When the cork pops at midnight, the real fireworks begin in your glass. Remember that Champagne delights in company: It’s the official beverage of celebrations after all.
Keep the party flowing by offering your New Year’s guests something beyond straight bubbles. Sparkling wine and Champagne dance a lively salsa on the tongue when partnered with the likes of gin, St-Germain and Aperol. Don’t believe it? Let these carefree coupes and flutes be your guide.
Jacques Bezuidenhout created the Champagne cocktail’s rebellious cousin by drawing inspiration from the apple orchard with rich Calvados and tossing in a sly poke of orange essence and Angostura bitters.
Get the recipe for the Forbidden Apple.
This star-studded coupe marries three assertive flavor elements: herbal, floral and bitter. Rounding out the suave trifecta of Plymouth Gin, St-Germain and Aperol? A welcome—and thankfully, lighthearted—float of Champagne.
Get the recipe for the Nomayo.
Meet the classic cocktail that gin and cognac connoisseurs can always agree on. Named for a powerful World War I field gun obscured in a tiny frame, the French 75 is similarly small yet mighty. Enhanced only with lemon juice and simple syrup, this strong spirit-and-Champagne coupling is locked, loaded and ready for combat.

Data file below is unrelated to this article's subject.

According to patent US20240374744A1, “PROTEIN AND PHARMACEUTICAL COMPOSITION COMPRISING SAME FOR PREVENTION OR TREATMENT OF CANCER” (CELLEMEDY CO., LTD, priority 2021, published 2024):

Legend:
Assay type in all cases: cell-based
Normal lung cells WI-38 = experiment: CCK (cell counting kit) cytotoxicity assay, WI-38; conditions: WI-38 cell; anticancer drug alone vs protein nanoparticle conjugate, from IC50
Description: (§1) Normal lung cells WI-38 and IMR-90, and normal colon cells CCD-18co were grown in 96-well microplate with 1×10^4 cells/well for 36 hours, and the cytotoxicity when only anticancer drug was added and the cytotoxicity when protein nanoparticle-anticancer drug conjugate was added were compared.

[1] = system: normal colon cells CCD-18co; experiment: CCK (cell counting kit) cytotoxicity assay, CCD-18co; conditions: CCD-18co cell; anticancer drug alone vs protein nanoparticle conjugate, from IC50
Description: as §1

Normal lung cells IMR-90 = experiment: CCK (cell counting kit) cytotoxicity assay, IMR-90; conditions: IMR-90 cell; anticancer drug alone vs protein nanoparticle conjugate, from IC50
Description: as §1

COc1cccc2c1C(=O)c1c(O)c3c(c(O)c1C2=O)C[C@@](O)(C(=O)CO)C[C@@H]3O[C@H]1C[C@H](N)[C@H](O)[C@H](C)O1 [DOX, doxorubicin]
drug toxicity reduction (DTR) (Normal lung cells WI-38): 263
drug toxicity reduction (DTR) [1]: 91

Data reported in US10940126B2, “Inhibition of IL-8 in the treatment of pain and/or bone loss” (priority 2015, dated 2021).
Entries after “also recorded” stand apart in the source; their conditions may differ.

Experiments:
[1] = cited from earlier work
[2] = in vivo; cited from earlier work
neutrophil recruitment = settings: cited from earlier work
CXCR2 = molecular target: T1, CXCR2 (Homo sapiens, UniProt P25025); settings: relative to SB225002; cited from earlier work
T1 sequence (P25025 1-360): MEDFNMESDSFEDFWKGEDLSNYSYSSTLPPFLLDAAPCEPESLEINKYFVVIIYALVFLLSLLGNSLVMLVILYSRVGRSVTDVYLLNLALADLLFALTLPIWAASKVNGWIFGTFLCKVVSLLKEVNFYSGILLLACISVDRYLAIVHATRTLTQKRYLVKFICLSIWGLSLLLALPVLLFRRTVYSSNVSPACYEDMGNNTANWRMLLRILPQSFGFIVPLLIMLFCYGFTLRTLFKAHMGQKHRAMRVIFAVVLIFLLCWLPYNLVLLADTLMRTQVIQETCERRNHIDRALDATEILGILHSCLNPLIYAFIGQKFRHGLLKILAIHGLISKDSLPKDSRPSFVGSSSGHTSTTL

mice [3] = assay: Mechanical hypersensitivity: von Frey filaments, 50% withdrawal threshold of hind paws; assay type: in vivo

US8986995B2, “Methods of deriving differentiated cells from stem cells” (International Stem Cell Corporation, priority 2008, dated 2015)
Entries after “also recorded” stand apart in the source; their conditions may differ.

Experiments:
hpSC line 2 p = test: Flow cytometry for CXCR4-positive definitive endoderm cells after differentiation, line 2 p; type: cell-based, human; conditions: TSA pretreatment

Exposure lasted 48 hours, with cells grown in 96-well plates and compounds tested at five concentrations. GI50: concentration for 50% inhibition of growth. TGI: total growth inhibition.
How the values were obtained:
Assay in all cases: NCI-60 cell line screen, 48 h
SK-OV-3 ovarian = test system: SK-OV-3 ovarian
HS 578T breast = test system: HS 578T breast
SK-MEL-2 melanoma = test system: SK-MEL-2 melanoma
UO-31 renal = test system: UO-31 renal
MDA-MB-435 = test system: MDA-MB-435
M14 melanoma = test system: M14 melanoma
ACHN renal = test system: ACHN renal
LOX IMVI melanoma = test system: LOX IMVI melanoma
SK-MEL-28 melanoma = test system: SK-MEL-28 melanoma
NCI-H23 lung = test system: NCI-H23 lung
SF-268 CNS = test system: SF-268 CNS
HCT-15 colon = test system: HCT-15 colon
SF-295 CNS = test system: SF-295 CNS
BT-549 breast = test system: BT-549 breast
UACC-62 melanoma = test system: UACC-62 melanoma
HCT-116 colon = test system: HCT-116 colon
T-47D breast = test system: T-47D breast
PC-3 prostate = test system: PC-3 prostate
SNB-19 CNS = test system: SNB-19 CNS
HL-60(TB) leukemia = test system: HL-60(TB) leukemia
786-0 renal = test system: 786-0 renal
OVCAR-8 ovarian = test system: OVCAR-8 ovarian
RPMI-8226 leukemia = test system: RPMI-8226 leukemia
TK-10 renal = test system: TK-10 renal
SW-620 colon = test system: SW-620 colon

Get the recipe for the French 75.
Who says all New Year’s cocktails need be golden? Light a spark under the traditional flute and serve this Lillet Rosé–enhanced glass. Grapefruit juice deepens the blush of the fortified wine while a wisp of yellow Chartreuse and cap of sparkling wine counter with sweet bubbles.
Get the recipe for the Magic Hour.
The standouts of this sweet and sour flute? Surely the vibrant honey syrup and the curly locks of citrus peel that perch above the rim. Vodka and Champagne could ask for no finer adornments.
Get the recipe for the Singing Telegram.
Stage an element of surprise at midnight with a pleasantly tart toast. The pucker behind those pink bubbles lies in a homemade strawberry shrub that’s countered with white crème de cacao and a generous infusion of bubbles.
Get the recipe for The Little Kiss.
Freshly prepared lime sour adds nimble zing to this vodka-and–St-Germain Fizz. Crown that combination with a crisp, brut sparkling wine and a sprig of thyme—a nod at the earthy undertones of elderflower.
Get the recipe for the Elderflower Fizz.
From our Friends
No comments yet.
Are you smarter than your bartender?
Think you know the booze? Let’s start with some basics.